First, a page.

Changes between Version 8 and Version 9 of RelaxedDependencyAnalysis

Jul 9, 2009 2:50:46 PM (6 years ago)

report delta and other issues


  • RelaxedDependencyAnalysis

    v8 v9  
    1818== Summary ==
     20Haskell 98 specifies that type inference be performed in dependency order to increase polymorphism.  However most Haskell implementations use a more liberal rule (proposed by Mark Jones).
     22== Description ==
    2024In Haskell 98, a group of bindings is sorted into strongly-connected components, and then type-checked in dependency order ([ H98 s4.5.1]). As each dependency group is type-checked, any binders of the group that have an explicit type signature are put in the type environment with the specified polymorphic type, and all others are monomorphic until the group is generalized ([ H98 s4.5.2]).
    4145Dependency groups are smaller, and more programs type-check.
    43 == Description ==
    45 Modify the definition of dependency group in the above section to
    47   Two variables bound by value declarations are in the same declaration group if either
    49   1) they are bound by the same pattern binding, or
    51   2) their bindings are mutually recursive (perhaps via some other declarations that are also part of the group), ''ignoring uses of variables that have an explicit type signature''
    53 The semi-formal rules in the rest of the section would have to go: it would no longer be possible to make binding groups explicit with a source-to-source transformation.
    5547== References ==
    6052== Report Delta ==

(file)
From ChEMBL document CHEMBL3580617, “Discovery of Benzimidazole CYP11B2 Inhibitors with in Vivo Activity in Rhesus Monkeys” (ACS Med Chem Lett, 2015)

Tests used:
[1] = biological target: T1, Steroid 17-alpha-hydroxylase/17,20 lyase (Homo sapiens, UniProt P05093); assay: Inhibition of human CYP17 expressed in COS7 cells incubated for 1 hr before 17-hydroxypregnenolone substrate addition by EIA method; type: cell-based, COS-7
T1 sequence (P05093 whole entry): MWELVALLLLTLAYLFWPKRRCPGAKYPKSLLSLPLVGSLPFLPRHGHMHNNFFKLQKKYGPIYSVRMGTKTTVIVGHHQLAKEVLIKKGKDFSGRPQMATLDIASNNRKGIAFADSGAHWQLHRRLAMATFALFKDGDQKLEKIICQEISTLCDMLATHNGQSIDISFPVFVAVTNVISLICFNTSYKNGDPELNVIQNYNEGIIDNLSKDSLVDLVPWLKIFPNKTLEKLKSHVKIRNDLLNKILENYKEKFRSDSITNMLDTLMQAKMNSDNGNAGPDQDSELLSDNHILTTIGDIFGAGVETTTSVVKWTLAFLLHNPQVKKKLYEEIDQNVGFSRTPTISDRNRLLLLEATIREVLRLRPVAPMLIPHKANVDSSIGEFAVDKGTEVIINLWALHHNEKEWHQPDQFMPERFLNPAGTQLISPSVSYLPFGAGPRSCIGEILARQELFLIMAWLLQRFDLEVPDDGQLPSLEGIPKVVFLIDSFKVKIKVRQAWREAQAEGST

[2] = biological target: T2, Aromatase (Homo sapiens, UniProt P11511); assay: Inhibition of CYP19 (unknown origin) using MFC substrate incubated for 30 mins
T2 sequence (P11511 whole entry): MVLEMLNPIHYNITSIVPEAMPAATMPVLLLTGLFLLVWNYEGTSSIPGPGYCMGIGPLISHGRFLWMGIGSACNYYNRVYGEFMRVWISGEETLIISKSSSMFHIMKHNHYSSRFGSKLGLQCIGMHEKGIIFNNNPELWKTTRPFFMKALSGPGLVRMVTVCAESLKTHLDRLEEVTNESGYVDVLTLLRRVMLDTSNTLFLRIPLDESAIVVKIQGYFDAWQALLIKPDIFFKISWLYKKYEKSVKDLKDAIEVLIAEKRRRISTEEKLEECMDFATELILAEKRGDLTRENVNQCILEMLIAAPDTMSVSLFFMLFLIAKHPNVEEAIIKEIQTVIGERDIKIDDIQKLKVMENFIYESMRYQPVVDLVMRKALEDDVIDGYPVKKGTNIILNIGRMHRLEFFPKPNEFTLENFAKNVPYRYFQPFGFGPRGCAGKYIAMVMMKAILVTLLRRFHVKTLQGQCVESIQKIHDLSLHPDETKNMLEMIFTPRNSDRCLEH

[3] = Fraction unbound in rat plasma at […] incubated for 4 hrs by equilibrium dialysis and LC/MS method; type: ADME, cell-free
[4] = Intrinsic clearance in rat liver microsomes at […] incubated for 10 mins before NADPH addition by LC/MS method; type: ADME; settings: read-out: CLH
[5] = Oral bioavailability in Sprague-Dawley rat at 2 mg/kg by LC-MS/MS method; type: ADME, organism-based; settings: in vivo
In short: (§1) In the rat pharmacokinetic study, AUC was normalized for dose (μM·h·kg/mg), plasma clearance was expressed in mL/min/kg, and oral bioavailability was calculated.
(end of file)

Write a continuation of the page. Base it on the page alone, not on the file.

54Replace [ section 4.5.1] with:
     56  In general the static semantics are given by the normal Hindley-Milner inference rules.  A dependency analysis transformation is first performed to increase polymorphism.
     58  A variable ''x'' ''depends'' on a variable ''y'' (bound in the same list of declarations) if
     60    1) they are bound by the same pattern binding, or
     62    2) ''y'' has no type signature and the binding defining ''x'' contains an occurrence of ''y'', or
     64    3) ''x'' depends on a variable ''z'' that depends on ''y''.
     66  A ''declaration group'' is a minimal set of bindings of mutually dependent variables.  Hindley-Milner type inference is applied to each declaration group in dependency order.
     69 * also tightens up the original wording, which didn't mention that the declarations had to be in the same list and also defined ''declaration group'' but not dependency.
     70 * the transformations formerly listed in this section are no longer always possible.
     72== Other issues ==
     74 * The Report sometimes speaks of "value bindings", "value declarations" or "function and pattern bindings".  It might be best to standardize on "value bindings".
     75 * Similarly "declaration groups" might more precisely be called "binding groups", since other kinds of declaration are not involved.
     76 * The first paragraph of [ section 4.5.2] isn't quite right:
     77    * It deals with {{{let}}}'s consisting of a single binding, instead of declaration groups.  Note that we can no longer assume that a {{{let}}} has a single declaration group.
     78    * It does not seem to deal with functions, non-trivial patterns or recursion.